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Godwin, Archibald Campbell

by Paul Branch, 1986

1831–19 Sept. 1864

A photograph of Brigadier General Archibald Campbell Godwin, circa 1861-1864. Image from the Library of Congress.Archibald Campbell Godwin, miner, rancher, and Confederate soldier, was born in Nansemond County, Va., the son of Lewis and Julia Campbell Godwin. His mother was the daughter of General Archibald Campbell, who in 1837 was in charge of U.S. Public Lands of Missouri and the Northwest Territory. In the year of Godwin's birth the family moved to Portsmouth, where young Godwin was reared by his grandmother, Julia Hatton Godwin, after the death of his father. Godwin, who grew to be a well-proportioned six feet six inches tall, left home in 1849 at age nineteen to seek his fortune in the gold fields of California. For many years he was a miner and later branched out into ranching, lumber, and milling businesses. He soon amassed a considerable fortune. At one time he owned a large part of Vancouver Island but gave it up when a boundary dispute between the United States and Great Britain placed the estate inside Canada. In 1860, he came within one vote of winning the Democratic nomination for governor of California.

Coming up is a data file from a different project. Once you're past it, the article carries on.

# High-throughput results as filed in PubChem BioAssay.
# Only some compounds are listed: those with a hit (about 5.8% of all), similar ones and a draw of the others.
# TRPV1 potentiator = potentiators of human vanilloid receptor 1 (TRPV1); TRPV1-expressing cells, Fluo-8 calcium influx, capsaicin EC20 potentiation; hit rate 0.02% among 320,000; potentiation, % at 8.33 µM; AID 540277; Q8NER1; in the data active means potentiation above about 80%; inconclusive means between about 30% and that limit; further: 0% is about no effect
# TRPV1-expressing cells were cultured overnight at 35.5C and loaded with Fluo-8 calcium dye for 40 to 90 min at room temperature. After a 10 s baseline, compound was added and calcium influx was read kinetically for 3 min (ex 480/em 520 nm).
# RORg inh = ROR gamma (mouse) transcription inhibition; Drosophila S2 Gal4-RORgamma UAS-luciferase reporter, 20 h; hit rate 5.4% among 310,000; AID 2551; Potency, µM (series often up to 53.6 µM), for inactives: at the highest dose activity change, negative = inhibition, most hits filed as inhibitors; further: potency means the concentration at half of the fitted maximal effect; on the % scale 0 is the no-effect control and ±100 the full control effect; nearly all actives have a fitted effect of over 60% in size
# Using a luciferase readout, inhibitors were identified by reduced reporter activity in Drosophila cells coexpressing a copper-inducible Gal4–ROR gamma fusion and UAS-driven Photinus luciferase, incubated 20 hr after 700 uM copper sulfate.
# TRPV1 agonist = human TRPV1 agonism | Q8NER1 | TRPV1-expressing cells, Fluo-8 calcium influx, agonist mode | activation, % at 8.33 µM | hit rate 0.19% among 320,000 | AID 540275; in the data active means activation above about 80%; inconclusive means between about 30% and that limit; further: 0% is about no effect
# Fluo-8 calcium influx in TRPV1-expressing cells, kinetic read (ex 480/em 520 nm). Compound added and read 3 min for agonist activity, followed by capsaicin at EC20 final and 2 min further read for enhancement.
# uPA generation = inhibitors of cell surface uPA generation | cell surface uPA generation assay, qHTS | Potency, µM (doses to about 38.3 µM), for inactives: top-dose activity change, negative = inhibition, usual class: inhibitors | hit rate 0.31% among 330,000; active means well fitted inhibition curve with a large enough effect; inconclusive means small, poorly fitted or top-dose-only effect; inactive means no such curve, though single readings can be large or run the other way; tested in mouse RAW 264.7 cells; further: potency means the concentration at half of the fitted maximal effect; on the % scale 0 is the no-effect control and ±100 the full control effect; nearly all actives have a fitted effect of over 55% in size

At the outbreak of the Civil War in 1861, Godwin turned over his property and the greater part of his fortune to two men and hurried east to his native Virginia. Offering his services to President Jefferson Davis, Godwin was commissioned a major in the regular Confederate Army and assigned as assistant provost marshall at Libby Prison in Richmond. So efficient was he in this post that President Davis sent him to North Carolina to organize and construct a prison stockade at Salisbury. With Godwin as its commandant, the prison housed Union prisoners captured in the early battles of the war as well as civil and political enemies of the Confederacy. On 6 July 1862, Godwin organized a regiment of soldiers from the men who guarded the prison. The regiment was commissioned as the Fifty-seventh North Carolina Regiment and Godwin was made its colonel on 17 July. He took his new command to Richmond, where it was attached to General Joseph R. Davis's brigade of General G. W. Smith's division defending the city.